A Trip to Lesotho, Africa

Guest Post by Cherie Oly

I was warned.  But I didn’t really believe it…. Until I got there.  And experienced it.

{My daughter and I in the mountains of Lesotho}

Lesotho

{Lesotho is is a mountainous kingdom referred to as The Kingdom of the Sky}

Lesotho: The Kingdom of the Sky

In 2008, we decided to take our children to Africa to visit my Dad, who had been there working in an orphanage since 2006 in a little landlocked country called Lesotho (pronounced Le suit who).

{image credit}

where is lesotho, south africa

As word got around about our trip, two things happened.

1)     People wanted to come along.

2)     People thought we were crazy.

We were, frankly, really surprised that people wanted to come along!  They didn’t want to plan such a trip alone and were inspired to go if someone else was leading it.   So we turned our family holiday in to a mission team and we had a focus of going around to different orphanages to do rotation-like games with the children during their school holidays.  We ended taking with us sixteen (16!) more, including a family of four.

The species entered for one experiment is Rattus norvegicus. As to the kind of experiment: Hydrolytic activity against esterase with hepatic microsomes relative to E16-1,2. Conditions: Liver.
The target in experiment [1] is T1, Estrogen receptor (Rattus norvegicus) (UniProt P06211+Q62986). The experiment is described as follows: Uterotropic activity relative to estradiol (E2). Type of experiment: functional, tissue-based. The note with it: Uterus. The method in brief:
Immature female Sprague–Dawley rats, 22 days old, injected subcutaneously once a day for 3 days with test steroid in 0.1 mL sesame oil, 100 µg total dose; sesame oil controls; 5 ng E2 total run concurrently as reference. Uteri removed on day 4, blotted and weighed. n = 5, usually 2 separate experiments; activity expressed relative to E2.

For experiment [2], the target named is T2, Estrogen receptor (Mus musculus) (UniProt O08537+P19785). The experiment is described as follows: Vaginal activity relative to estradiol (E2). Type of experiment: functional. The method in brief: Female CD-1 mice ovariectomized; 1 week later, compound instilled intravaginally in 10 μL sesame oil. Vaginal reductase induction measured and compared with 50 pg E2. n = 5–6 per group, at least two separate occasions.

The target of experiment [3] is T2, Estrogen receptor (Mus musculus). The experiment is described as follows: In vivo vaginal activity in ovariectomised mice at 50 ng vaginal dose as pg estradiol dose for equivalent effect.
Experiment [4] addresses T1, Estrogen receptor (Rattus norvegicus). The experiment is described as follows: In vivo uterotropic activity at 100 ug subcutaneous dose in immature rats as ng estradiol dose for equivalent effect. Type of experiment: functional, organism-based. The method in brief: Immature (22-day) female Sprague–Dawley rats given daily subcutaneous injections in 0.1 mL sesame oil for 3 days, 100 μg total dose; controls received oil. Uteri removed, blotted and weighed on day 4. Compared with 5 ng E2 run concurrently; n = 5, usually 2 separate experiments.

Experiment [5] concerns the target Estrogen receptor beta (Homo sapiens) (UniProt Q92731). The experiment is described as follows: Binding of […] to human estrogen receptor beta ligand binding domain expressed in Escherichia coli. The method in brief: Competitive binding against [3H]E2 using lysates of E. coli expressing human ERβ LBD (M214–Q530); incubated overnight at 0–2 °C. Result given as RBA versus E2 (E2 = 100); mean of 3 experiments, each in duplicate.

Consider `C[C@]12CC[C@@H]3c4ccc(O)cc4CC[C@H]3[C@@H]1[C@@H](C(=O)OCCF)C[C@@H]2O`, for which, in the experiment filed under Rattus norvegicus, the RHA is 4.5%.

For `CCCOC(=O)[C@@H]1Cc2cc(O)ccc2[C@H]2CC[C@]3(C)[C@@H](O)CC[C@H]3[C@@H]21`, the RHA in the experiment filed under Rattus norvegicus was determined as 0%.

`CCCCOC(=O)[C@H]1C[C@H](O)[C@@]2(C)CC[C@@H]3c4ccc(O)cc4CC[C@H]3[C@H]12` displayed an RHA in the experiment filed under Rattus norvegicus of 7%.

{Orphanage in Lesotho}

Me' Neo -- Orphanage in Lesotho

Planning for twenty one was extremely interesting, to say the least.   Questions that apply to anyone planning to visit a foreign country were multiplied.

  • How would we get around?
  • Where would we stay?
  • What would we eat?
  • What could we do as tourists?

On top of that, people thought we were crazy because AIDS is so prevalent in Africa so “why on EARTH would we be taking our children, aged from 5-9 to such a rough country?  Weren’t we afraid for their health?”  To answer those questions, I have to be blunt.  One, being worried about my children catching AIDS never occurred to me; educating myself on how the virus spreads meant I knew how to ensure our safety (read more about AIDS here). Two, we were going to be together and we were going to learn something from the culture over there.